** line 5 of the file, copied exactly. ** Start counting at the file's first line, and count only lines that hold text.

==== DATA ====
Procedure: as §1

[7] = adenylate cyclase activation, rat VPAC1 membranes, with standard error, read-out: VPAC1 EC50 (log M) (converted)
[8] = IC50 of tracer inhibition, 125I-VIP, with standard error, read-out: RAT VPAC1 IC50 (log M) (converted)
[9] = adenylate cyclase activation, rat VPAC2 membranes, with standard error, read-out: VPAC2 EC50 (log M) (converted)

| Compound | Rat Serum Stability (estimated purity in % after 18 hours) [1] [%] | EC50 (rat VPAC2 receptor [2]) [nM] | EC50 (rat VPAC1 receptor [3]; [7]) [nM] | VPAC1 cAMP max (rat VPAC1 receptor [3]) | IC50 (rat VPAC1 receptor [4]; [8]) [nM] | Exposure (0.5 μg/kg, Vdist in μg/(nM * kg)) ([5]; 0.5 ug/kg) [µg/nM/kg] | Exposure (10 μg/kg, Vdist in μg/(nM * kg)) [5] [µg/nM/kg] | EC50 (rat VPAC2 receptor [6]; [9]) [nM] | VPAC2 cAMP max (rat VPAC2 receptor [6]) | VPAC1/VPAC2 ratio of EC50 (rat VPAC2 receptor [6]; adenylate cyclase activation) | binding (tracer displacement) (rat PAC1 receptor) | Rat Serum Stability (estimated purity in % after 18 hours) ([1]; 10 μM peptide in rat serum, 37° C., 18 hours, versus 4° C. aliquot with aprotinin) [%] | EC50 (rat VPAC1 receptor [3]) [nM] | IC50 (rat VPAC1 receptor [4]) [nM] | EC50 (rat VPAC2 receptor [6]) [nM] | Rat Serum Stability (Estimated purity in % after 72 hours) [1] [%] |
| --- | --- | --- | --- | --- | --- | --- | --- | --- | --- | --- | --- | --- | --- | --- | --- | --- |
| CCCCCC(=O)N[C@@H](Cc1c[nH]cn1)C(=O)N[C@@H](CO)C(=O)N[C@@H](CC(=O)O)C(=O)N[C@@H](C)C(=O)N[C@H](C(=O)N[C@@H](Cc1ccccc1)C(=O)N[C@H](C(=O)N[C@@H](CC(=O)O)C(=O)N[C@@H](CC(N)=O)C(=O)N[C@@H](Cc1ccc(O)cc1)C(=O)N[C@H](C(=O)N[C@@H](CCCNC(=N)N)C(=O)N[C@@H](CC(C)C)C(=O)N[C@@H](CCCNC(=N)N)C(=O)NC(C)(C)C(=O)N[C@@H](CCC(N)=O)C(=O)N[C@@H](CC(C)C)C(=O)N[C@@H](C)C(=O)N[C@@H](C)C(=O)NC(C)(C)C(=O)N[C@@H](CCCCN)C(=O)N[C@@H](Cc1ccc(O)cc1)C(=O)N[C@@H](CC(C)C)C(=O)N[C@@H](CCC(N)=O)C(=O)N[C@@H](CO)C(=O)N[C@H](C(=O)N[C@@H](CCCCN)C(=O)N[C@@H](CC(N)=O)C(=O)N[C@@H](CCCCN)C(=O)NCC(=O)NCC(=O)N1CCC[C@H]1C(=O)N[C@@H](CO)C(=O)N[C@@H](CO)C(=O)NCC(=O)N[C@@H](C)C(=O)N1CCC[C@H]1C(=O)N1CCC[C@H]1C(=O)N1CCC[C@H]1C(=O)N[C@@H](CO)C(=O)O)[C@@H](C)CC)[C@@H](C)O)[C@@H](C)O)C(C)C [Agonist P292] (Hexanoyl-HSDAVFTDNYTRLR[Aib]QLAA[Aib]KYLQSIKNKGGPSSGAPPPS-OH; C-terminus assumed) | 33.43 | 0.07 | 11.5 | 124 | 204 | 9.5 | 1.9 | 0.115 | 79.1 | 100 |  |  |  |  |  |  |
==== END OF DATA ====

| Compound | Rat Serum Stability (estimated purity in % after 18 hours) [1] [%] | EC50 (rat VPAC2 receptor [2]) [nM] | EC50 (rat VPAC1 receptor [3]; [7]) [nM] | VPAC1 cAMP max (rat VPAC1 receptor [3]) | IC50 (rat VPAC1 receptor [4]; [8]) [nM] | Exposure (0.5 μg/kg, Vdist in μg/(nM * kg)) ([5]; 0.5 ug/kg) [µg/nM/kg] | Exposure (10 μg/kg, Vdist in μg/(nM * kg)) [5] [µg/nM/kg] | EC50 (rat VPAC2 receptor [6]; [9]) [nM] | VPAC2 cAMP max (rat VPAC2 receptor [6]) | VPAC1/VPAC2 ratio of EC50 (rat VPAC2 receptor [6]; adenylate cyclase activation) | binding (tracer displacement) (rat PAC1 receptor) | Rat Serum Stability (estimated purity in % after 18 hours) ([1]; 10 μM peptide in rat serum, 37° C., 18 hours, versus 4° C. aliquot with aprotinin) [%] | EC50 (rat VPAC1 receptor [3]) [nM] | IC50 (rat VPAC1 receptor [4]) [nM] | EC50 (rat VPAC2 receptor [6]) [nM] | Rat Serum Stability (Estimated purity in % after 72 hours) [1] [%] |